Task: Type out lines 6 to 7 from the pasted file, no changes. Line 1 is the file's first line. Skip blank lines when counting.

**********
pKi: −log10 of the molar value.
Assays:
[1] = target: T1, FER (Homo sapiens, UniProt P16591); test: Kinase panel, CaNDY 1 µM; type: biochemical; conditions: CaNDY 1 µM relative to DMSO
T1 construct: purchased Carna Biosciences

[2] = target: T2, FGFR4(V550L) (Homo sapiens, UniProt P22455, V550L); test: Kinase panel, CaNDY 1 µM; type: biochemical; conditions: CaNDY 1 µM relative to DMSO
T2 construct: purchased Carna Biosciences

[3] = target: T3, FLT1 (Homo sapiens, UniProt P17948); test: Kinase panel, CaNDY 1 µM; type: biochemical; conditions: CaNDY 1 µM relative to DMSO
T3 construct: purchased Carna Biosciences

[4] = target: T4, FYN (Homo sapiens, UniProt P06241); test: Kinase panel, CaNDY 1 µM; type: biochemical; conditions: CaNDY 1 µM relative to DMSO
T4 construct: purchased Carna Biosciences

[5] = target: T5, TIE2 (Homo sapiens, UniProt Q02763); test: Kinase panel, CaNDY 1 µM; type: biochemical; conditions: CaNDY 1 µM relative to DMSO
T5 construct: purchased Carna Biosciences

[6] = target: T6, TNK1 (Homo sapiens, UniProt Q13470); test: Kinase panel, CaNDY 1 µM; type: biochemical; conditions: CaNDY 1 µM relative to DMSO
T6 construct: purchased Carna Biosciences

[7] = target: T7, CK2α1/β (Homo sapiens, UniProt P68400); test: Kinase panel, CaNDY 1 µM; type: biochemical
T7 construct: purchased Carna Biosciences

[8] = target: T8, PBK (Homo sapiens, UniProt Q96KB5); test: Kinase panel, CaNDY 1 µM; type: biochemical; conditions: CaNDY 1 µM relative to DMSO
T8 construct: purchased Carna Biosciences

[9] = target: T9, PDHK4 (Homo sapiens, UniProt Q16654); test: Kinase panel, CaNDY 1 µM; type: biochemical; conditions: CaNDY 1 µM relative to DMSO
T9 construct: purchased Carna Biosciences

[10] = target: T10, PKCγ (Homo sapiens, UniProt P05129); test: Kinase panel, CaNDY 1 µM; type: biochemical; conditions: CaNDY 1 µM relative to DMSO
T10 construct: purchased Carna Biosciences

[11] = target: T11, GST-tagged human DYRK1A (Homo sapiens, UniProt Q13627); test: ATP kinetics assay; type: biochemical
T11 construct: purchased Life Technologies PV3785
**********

T2 construct: purchased Carna Biosciences

[3] = target: T3, FLT1 (Homo sapiens, UniProt P17948); test: Kinase panel, CaNDY 1 µM; type: biochemical; conditions: CaNDY 1 µM relative to DMSO